Today in a Virginia federal courthouse, Judge Henry Hudson shot a hole through the heart of the Affordable Care Act (ACA), also known as Obamacare. Since the ACA has not gone into full effect, it was unable to afford a cardiologist to close the hole and thus it is currently causing those who support it some serious cardiac arrest. Or so it might seem since the impact of Judge Hudson’s ruling may well result in the lingering death of the ACA as we have come to know and love and hate it.
As you may recall, one of the key provisions of the ACA was a requirement that all Americans purchase health insurance, essentially seeking to spread the risk around when it comes to paying for insurance. By ensuring that both the sick and the well buy insurance, the theory goes, the system’s costs can be stabilized because the overall high cost of providing care to sick people will be averaged out by the typically low costs of caring for the well. It’s pretty fundamental math and is central to the way the cost-increasing provisions of the ACA were to be funded (e.g., adding 32 million people to the health insurance system).
Breaking from two other federal judges who had ruled elsewhere that key provisions of the ACA were constitutional, Judge Hudson opined that requiring Americans to obtain health insurance exceeds the regulatory authority granted to Congress under the Commerce Clause of the Constitution. Remember the Commerce Clause my non-lawyer friends? It’s the one that says that the U.S. Congress (and not the individual states, by implication) shall have power “To regulate Commerce with foreign Nations, and among the several States, and with the Indian Tribes. In other words, it’s the part of the Constitution that says that federal government can stick it’s hand in your wallet and outvote the States when it comes to making economic policy. Except not all the time, as Judge Hudson reminded President Obama and friends; he essentially stated that compelling Americans to buy a particular product, in this case health insurance, is beyond the powers intended for the federal government in the Commerce Clause.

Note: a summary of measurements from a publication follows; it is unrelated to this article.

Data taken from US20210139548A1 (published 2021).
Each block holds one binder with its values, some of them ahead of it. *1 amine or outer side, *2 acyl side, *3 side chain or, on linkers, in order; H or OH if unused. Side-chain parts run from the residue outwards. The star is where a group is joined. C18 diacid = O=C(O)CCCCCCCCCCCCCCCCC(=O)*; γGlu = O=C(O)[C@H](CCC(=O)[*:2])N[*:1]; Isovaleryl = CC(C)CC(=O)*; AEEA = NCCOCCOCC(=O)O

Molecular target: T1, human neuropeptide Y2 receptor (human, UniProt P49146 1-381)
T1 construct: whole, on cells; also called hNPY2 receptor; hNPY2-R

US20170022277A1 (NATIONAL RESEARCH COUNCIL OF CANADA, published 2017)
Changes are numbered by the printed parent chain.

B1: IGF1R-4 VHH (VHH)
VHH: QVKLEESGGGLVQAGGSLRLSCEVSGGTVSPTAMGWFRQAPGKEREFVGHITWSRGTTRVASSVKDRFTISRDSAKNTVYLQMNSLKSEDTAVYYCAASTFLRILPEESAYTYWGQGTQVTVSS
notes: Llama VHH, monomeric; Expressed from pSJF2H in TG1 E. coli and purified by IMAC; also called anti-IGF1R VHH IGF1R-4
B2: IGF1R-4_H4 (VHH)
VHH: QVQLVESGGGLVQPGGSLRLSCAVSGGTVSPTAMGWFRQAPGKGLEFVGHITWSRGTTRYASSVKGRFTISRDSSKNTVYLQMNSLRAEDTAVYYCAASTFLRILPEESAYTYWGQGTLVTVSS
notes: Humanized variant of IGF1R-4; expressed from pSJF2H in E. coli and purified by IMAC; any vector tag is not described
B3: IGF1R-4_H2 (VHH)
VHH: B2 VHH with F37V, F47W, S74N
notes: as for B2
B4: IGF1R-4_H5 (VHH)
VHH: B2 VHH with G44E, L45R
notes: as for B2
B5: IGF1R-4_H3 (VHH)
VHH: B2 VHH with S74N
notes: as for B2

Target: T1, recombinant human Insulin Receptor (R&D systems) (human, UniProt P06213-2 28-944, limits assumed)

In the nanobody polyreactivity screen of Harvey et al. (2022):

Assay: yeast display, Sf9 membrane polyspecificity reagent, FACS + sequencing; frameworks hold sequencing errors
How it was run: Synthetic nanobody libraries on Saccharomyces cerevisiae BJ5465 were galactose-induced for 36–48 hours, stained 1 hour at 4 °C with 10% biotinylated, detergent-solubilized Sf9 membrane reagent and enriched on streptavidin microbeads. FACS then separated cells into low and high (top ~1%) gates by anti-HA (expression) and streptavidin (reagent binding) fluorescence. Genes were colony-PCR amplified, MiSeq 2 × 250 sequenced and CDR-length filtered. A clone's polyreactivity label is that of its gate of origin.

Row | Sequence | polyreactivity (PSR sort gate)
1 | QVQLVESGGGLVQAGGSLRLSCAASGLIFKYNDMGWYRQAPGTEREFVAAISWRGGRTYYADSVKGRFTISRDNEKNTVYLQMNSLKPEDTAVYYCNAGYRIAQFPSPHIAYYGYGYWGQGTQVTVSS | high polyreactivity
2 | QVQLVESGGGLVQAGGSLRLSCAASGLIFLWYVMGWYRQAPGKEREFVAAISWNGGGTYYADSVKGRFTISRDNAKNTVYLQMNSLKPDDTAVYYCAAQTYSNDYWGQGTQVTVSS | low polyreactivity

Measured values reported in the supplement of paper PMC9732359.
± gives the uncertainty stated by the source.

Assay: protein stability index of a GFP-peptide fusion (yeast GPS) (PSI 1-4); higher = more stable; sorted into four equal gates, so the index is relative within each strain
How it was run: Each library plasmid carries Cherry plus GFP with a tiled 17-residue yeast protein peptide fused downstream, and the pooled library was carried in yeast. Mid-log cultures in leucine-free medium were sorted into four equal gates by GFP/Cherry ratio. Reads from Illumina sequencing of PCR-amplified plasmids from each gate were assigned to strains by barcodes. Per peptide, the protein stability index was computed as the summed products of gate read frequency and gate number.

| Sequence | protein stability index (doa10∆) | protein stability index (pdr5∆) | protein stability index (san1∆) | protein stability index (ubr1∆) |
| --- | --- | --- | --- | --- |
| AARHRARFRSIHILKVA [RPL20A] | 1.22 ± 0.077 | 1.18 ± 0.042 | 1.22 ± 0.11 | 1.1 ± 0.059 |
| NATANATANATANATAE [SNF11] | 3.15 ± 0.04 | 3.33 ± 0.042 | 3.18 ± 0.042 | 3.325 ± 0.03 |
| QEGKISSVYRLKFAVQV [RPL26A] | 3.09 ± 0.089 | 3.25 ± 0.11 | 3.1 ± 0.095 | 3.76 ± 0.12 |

In a story in the NY Times today, Judge Hudson, was quoted as saying that using the Commerce clause to justify the requirement that everyone purchase health insurance was like giving Congress “boundless” authority to force Americans “to buy an automobile, to join a gym, to eat asparagus.” Frankly, if Congress mandated everyone go to the gym and eat asparagus, we might not be in this healthcare crisis to begin with.
So now what? The ACA has taken more hits than Don Corleone. The Republican Party is dead-set on dismantling it and the Courts are creating a mixed bag of messages that only the Supreme Court can settle. There are about two-dozen legal challenges to the ACA working their way through State courts. This means several years of legal wrangling lie ahead before the ACA can either proceed forward or die from an acute case of Darwinism (I hope it has insurance!). One thing’s for sure: the ACA has demonstrated once and for all how to solve America’s job crisis: build more law schools.